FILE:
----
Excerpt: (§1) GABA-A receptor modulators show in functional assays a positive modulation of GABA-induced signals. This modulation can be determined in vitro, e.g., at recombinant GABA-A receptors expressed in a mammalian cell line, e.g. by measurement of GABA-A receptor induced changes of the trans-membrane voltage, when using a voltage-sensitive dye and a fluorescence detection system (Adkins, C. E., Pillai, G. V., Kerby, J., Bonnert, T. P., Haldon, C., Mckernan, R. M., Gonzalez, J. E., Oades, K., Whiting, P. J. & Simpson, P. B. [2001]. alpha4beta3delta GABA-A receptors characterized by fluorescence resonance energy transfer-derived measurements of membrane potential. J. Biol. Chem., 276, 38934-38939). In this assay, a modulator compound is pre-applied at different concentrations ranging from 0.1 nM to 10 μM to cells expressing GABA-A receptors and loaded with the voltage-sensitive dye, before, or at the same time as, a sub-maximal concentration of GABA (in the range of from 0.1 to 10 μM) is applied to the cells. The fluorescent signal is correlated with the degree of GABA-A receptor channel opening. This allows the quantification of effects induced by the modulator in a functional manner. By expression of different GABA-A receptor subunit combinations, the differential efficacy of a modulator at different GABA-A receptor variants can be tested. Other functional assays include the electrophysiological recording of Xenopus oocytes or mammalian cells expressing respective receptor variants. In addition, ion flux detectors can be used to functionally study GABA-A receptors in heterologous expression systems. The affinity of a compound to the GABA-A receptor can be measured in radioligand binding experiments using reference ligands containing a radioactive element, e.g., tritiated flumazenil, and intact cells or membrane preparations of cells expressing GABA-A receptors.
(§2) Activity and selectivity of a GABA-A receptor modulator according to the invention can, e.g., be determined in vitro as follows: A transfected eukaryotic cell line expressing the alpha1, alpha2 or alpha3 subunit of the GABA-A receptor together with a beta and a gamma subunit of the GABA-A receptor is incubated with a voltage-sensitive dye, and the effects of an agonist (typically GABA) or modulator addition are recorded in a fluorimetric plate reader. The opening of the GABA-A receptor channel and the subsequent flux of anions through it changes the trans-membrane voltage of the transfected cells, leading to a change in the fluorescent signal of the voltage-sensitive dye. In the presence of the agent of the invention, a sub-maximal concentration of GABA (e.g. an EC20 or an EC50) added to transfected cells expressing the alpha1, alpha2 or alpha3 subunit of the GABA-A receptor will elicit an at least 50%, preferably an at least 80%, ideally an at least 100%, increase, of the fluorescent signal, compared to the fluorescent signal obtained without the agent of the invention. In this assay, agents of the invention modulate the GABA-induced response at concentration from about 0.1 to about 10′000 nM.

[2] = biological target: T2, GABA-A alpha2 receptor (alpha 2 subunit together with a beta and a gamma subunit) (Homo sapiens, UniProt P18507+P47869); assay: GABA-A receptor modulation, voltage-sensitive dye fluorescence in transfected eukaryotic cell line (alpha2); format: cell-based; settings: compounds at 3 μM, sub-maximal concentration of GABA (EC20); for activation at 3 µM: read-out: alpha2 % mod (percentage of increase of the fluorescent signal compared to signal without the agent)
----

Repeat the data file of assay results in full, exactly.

Excerpt: (§1) GABA-A receptor modulators show in functional assays a positive modulation of GABA-induced signals. This modulation can be determined in vitro, e.g., at recombinant GABA-A receptors expressed in a mammalian cell line, e.g. by measurement of GABA-A receptor induced changes of the trans-membrane voltage, when using a voltage-sensitive dye and a fluorescence detection system (Adkins, C. E., Pillai, G. V., Kerby, J., Bonnert, T. P., Haldon, C., Mckernan, R. M., Gonzalez, J. E., Oades, K., Whiting, P. J. & Simpson, P. B. [2001]. alpha4beta3delta GABA-A receptors characterized by fluorescence resonance energy transfer-derived measurements of membrane potential. J. Biol. Chem., 276, 38934-38939). In this assay, a modulator compound is pre-applied at different concentrations ranging from 0.1 nM to 10 μM to cells expressing GABA-A receptors and loaded with the voltage-sensitive dye, before, or at the same time as, a sub-maximal concentration of GABA (in the range of from 0.1 to 10 μM) is applied to the cells. The fluorescent signal is correlated with the degree of GABA-A receptor channel opening. This allows the quantification of effects induced by the modulator in a functional manner. By expression of different GABA-A receptor subunit combinations, the differential efficacy of a modulator at different GABA-A receptor variants can be tested. Other functional assays include the electrophysiological recording of Xenopus oocytes or mammalian cells expressing respective receptor variants. In addition, ion flux detectors can be used to functionally study GABA-A receptors in heterologous expression systems. The affinity of a compound to the GABA-A receptor can be measured in radioligand binding experiments using reference ligands containing a radioactive element, e.g., tritiated flumazenil, and intact cells or membrane preparations of cells expressing GABA-A receptors.
(§2) Activity and selectivity of a GABA-A receptor modulator according to the invention can, e.g., be determined in vitro as follows: A transfected eukaryotic cell line expressing the alpha1, alpha2 or alpha3 subunit of the GABA-A receptor together with a beta and a gamma subunit of the GABA-A receptor is incubated with a voltage-sensitive dye, and the effects of an agonist (typically GABA) or modulator addition are recorded in a fluorimetric plate reader. The opening of the GABA-A receptor channel and the subsequent flux of anions through it changes the trans-membrane voltage of the transfected cells, leading to a change in the fluorescent signal of the voltage-sensitive dye. In the presence of the agent of the invention, a sub-maximal concentration of GABA (e.g. an EC20 or an EC50) added to transfected cells expressing the alpha1, alpha2 or alpha3 subunit of the GABA-A receptor will elicit an at least 50%, preferably an at least 80%, ideally an at least 100%, increase, of the fluorescent signal, compared to the fluorescent signal obtained without the agent of the invention. In this assay, agents of the invention modulate the GABA-induced response at concentration from about 0.1 to about 10′000 nM.

[2] = biological target: T2, GABA-A alpha2 receptor (alpha 2 subunit together with a beta and a gamma subunit) (Homo sapiens, UniProt P18507+P47869); assay: GABA-A receptor modulation, voltage-sensitive dye fluorescence in transfected eukaryotic cell line (alpha2); format: cell-based; settings: compounds at 3 μM, sub-maximal concentration of GABA (EC20); for activation at 3 µM: read-out: alpha2 % mod (percentage of increase of the fluorescent signal compared to signal without the agent)